By Vic Kolenc | El Paso Times
The food trucks are coming to Downtown El Paso.
Lane Gaddy, 29, an El Paso businessman who is part of an investors group that in recent months purchased three large Downtown buildings, is turning a small parking lot behind one of those new purchases into a court for mobile food vendors.
“We’re not making money on this, but it’s a good way to get foot traffic in the area” and help push further redevelopment Downtown, Gaddy said this week as he sat in his office at W Silver Recycling, an El Paso metal recycling company where he’s president.
“This is a good use of empty land, it’s aesthetically pleasing, and it will help the (food truck) entrepreneurs,” he said.
The food court, named Foodville, is scheduled to open Nov. 19 inside a recently fenced parking lot in the 200 block of Mills Avenue, near Stanton Street. It’s behind the Martin Building, which Gaddy and his partners bought in late 2011, and across from the Downtown post office. It initially will operate from 11 a.m. to 4 p.m. weekdays.
The food court will feature Crave Kitchen & Bar’s trailer, dubbed “Crave to Go,” which will serve salads, sandwiches and other fare for prices ranging from $4 to $10; and food trucks Create Gourmet Eats, which serves $8 gourmet burgers, and Tacoholics, which makes gourmet tacos selling from $2.50 to $7 per order.
Another one or two food vendors may be added later.
“I think El Paso is ready for this,” said Octavio Gomez, 32, Crave co-owner and an entrepreneur instrumental in helping to develop Downtown’s Union Plaza District into an entertainment area.
“This is one of the small things that make a big city. I think it will help keep people from leaving Downtown for lunch,” Gomez said.
Steven Hernandez, 27, who’s operated Create Gourmet Eats for about two years, said he’s ready to get back Downtown after a policeman kicked him out of a parking space along San Jacinto Plaza in late 2011.
Other cities have places for food trucks to operate Downtown, Hernandez said.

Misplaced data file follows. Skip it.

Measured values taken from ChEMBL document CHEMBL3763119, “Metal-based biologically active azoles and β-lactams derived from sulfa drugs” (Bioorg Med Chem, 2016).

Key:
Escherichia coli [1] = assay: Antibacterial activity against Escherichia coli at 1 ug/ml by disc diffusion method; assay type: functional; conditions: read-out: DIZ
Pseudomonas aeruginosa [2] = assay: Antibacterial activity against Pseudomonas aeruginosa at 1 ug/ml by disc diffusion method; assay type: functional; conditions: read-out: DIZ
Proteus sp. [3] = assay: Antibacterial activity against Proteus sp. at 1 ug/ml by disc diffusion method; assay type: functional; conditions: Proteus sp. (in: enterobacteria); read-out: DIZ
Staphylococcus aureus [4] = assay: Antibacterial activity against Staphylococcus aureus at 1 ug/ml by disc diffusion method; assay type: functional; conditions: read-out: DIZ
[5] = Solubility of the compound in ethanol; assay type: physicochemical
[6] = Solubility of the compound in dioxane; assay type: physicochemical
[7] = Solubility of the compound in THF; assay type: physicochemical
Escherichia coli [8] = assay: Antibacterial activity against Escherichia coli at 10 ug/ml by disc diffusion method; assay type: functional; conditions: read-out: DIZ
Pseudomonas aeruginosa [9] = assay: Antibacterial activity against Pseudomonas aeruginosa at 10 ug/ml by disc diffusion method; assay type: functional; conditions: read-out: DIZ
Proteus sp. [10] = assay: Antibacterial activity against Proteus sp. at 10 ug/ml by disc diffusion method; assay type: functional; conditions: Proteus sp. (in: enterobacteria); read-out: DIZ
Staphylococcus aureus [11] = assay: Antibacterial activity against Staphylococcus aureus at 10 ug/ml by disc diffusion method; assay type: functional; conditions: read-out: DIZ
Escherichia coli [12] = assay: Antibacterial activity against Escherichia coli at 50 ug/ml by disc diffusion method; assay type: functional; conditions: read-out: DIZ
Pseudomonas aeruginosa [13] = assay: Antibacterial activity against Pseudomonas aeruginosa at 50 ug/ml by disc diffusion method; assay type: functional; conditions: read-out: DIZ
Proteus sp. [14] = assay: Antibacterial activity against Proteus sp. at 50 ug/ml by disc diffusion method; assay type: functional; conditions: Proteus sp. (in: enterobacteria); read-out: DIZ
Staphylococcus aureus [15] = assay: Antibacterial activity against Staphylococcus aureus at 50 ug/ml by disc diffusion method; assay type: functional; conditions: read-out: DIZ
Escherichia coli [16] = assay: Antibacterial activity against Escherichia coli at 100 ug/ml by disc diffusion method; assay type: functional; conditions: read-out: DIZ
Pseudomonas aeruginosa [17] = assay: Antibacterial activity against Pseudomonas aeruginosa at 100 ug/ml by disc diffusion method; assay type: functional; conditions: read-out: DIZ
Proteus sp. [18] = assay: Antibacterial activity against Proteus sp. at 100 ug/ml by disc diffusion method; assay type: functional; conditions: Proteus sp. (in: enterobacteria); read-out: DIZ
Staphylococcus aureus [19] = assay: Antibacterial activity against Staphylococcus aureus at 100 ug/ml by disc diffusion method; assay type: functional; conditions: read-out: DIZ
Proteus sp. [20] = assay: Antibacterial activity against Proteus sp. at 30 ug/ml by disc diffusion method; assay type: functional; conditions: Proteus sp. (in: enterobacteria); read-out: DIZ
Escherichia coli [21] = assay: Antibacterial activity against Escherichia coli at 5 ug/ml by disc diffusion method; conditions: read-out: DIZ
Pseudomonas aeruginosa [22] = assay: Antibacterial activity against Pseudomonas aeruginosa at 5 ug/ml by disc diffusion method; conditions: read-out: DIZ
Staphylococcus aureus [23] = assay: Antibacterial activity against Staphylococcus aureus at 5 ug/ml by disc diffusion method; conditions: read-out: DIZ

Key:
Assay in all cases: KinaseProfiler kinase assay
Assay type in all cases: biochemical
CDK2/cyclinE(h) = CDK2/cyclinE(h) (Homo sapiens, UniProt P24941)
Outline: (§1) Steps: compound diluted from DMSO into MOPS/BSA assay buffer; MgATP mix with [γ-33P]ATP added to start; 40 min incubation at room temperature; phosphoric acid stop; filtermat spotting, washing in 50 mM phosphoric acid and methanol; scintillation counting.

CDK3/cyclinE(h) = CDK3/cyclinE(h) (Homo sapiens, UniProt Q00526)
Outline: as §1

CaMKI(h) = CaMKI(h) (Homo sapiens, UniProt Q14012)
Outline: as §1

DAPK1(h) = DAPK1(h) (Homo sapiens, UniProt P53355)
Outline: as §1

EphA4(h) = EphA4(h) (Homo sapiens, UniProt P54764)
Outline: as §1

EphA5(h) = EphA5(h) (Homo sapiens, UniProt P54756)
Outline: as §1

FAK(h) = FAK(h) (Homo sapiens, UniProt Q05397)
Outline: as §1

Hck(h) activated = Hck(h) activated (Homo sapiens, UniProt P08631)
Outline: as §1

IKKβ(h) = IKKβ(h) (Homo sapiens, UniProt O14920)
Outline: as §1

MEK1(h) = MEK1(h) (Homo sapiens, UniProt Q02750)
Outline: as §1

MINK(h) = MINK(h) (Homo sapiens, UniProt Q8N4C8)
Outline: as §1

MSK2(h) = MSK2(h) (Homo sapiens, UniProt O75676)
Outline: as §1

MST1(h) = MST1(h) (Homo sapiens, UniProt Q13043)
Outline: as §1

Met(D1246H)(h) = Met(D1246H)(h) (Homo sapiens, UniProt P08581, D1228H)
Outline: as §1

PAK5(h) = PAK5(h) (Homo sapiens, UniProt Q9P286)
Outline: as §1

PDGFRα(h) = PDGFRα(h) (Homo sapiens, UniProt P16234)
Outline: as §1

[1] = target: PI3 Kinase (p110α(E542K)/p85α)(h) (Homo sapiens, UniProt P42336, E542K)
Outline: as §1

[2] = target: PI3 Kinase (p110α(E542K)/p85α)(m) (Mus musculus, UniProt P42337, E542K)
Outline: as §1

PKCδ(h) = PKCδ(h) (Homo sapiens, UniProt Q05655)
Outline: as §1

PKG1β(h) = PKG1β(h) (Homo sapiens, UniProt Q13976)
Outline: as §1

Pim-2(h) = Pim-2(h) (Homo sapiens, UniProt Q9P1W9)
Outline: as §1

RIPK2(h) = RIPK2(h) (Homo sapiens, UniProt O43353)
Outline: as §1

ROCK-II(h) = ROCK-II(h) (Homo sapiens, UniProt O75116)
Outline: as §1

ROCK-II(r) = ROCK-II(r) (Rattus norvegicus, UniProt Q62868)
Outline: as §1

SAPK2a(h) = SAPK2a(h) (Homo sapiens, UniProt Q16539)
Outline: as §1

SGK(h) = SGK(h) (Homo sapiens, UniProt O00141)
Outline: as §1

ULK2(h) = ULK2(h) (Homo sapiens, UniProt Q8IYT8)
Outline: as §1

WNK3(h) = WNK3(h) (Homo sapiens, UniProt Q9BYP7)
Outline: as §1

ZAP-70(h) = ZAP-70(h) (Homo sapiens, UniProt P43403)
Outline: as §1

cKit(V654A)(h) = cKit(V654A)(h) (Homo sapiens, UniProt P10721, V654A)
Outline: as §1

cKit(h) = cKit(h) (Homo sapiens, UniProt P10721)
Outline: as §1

Hernandez has been operating his truck mostly on the East Side.
Gaddy said he’s heard some Downtown restaurant operators are concerned about the food trucks taking away sales. But, he said, there’s enough business Downtown at lunchtime for everyone.
Joseph Odeh, who owns the 50 year-old Big Bun Hamburgers, which in August relocated to 209 E. Mills, across from the food court, said he isn’t happy about the incoming competition.
“I think it stinks. There are only a limited number of people (who eat) Downtown,” Odeh said. “I hope it brings in new people Downtown, but I don’t see it.”
Another Downtown restaurant owner is organizing restaurant owners to complain to City Hall, he said.
Virginia Howell, who with her son and husband owns Pike Street Market, has a different view. Her restaurant offers sandwiches and other food and is next to Big Bun.
“I like the idea of being part of a restaurant corridor,” Howell said. “I think it will bring more people to this area. But come and ask me in six months,” she added with a smile.
Frank Mares Jr., owner of Leo’s Mexican Food Restaurant and Luigi’s Homestyle Pizza in the 300 block of Mills, a block from the food court, agreed the food trucks could pull in more people Downtown. He said he doesn’t see the competition hurting his long-established restaurants.
Gaddy said wall murals and other public art will be added to the food court. Gomez said plants also will be installed. El Paso artist and photographer Peter Svarzbein will open a temporary art gallery, called a “pop-up gallery,” in about a month inside a vacant storefront next to the food court in another building owned by Gaddy and his investors group, Gaddy said.
If the food court succeeds, Gaddy said, he’d like to put another one in another part of town.
Jessie Peña, Tacoholics owner, said the Downtown food court will offer people a variety of foods in a central location.
“I think this will expand the audience for all the trucks in the food park,” Peña said.
Vic Kolenc may be reached at email@example.com; 546-6421.